So, I moped out of university into life. May was finishing her degree and actually getting to spend a year abroad**, while I had to pick up temp jobs and then enrolled onto a university sponsored ‘business course’, which I didn’t really enjoy. It was all very humiliating. I eventually found a proper job, very entry level – but at least in a tech industry I enjoyed. Fast forward a couple of years, just when all seemed to be going well (second job by now), a management change above me meant I was forced to apply for my own job – and obviously failed to get it because I was ‘tainted’ by previous management. This fourth and probably biggest blow (to me) meant that May and I had to give up the flat we had moved into together just a few months earlier (don’t miss the flat, but it was the principle of independence). May’s mum and dad extremely kindly offered accommodation within reach of the big city, but it took me six months to secure another job (I think stretching their generosity a little – there were a couple of comments towards the end of our stay – although May’s siblings have since made that look like the briefest of inconvenience). During this time I felt a complete and utter failure and once again humiliated. I was unable to support May in any way because I was stuck in my own misery – just at a crucial time for May, when with her PhD was going pear-shaped.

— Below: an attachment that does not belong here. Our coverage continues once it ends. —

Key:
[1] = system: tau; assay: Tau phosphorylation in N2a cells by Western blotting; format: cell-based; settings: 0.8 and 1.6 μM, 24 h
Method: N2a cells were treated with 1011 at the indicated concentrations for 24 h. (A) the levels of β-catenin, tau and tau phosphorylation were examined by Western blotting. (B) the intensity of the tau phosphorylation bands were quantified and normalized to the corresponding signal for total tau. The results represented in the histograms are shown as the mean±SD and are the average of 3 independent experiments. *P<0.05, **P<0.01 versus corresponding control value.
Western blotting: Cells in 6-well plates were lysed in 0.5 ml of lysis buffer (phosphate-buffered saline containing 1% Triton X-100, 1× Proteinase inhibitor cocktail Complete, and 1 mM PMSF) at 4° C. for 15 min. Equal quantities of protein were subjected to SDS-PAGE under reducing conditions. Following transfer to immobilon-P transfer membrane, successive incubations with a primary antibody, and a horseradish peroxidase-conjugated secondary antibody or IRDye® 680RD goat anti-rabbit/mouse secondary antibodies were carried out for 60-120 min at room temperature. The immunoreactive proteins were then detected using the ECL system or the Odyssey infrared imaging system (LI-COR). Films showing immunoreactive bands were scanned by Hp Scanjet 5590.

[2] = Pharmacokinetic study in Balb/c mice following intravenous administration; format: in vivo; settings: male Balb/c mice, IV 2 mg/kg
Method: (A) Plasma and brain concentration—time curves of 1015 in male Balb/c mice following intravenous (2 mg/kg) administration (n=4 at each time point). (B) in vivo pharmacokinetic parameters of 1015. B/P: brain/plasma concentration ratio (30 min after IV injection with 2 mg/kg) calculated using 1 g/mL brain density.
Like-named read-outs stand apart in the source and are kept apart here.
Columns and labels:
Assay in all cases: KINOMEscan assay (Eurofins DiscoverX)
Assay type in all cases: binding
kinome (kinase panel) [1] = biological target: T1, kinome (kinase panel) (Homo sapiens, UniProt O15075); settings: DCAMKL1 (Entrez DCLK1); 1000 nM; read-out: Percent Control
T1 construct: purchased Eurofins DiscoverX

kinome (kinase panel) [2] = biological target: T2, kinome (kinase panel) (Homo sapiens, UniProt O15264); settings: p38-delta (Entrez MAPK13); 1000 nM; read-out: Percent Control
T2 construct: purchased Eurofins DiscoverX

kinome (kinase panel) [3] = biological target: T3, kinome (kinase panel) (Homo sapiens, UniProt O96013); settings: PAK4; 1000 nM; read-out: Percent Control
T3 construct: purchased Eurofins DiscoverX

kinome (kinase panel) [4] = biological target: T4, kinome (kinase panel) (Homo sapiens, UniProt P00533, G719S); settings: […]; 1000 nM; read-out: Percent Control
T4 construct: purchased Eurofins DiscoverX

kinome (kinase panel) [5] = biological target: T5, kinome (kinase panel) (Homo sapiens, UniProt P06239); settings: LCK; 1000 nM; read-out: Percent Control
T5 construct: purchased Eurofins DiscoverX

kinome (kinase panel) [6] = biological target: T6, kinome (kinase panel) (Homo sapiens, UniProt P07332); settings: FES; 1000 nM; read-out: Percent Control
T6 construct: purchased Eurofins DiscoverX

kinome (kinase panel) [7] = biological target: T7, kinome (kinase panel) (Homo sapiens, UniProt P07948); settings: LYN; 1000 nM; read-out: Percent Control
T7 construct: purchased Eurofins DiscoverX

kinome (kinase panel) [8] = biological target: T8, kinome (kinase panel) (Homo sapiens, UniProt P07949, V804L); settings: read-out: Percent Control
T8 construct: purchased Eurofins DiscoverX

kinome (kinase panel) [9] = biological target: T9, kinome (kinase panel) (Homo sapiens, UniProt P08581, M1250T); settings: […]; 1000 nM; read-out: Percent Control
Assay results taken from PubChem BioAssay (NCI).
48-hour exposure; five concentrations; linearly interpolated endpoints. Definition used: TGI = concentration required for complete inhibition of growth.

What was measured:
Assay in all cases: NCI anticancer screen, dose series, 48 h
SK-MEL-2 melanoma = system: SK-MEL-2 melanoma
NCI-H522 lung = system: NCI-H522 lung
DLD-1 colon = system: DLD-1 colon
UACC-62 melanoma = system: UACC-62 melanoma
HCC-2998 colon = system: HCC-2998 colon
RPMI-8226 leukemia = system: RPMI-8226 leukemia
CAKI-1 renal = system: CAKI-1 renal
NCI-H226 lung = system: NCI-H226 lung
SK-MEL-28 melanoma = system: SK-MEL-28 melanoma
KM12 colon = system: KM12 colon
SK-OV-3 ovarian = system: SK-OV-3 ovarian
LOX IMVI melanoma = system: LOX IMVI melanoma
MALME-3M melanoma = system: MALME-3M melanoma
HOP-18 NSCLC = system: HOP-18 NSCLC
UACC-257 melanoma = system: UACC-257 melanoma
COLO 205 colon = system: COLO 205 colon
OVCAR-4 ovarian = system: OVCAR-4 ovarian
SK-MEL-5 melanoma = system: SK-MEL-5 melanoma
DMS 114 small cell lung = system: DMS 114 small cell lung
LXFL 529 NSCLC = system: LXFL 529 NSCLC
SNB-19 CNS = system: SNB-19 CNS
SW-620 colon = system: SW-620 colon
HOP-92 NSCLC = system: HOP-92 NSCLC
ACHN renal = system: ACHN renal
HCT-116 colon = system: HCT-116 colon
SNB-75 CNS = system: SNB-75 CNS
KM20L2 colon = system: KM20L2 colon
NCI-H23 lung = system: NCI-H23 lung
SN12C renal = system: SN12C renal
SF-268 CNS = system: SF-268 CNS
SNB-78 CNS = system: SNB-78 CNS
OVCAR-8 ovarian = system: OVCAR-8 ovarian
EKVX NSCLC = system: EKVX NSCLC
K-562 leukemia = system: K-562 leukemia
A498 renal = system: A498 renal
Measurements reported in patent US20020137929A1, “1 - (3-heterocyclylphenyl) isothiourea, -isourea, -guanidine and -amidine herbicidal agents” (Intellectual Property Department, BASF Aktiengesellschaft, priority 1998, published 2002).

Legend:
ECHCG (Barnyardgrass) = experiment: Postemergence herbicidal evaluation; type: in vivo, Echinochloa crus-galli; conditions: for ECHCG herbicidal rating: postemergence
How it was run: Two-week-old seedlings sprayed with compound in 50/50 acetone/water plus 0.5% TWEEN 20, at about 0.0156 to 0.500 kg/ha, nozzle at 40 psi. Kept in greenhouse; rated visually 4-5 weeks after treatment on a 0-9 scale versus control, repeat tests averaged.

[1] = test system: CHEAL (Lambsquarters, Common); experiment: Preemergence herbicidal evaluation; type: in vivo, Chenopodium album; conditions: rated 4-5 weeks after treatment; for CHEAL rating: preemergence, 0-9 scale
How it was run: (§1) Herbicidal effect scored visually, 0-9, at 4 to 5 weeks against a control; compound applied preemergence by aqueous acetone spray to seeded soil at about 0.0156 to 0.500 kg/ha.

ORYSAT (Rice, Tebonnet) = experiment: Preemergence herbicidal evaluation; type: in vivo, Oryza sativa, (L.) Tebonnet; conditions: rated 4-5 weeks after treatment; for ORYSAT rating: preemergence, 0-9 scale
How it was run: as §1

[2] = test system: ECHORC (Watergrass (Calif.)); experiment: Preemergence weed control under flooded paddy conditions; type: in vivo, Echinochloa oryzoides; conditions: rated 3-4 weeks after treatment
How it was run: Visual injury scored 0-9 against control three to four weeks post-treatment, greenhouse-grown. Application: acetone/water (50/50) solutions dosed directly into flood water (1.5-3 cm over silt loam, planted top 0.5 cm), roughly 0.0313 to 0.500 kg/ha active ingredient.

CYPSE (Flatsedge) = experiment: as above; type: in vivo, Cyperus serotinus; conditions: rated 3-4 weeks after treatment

When I got a job we moved back in together into a flat in the big city. May’s PhD collapsed (through no fault of her own – I squarely blame the tutors) and left her bereft as I was enjoying the excitement of a new job – leaving her rather abandoned (again). We muddled on and I kept on reassuring May that I was happy to support her while she sorted her life out – however, that didn’t seem to happen. May got into to a very depressed state – to a worrying degree (which causes problems now – causing me to be scared of encouraging her giving up her job even though it is really annoying). We did, however, manage to get married during this time – so I carried on supporting May financially. We then started TTC, but in quite a casual way, I certainly wanted kids (and still do), but was in no rush as my plan meant we should really buy a house first. May did get a job (part-time initially), but unfortunately I think this just made my child-hood ambitions kick in again – perhaps we could get on the housing ladder after all, perhaps I could make this work out. So when another part-time opportunity came up at May’s work I persuaded her hard to take it too (me being controlling – a trait I have only just come to acknowledge recently). I supported her through her second post-grad degree and the miscarriage – but this was purely in a practical way, rather than emotional support (seeing the pattern yet?).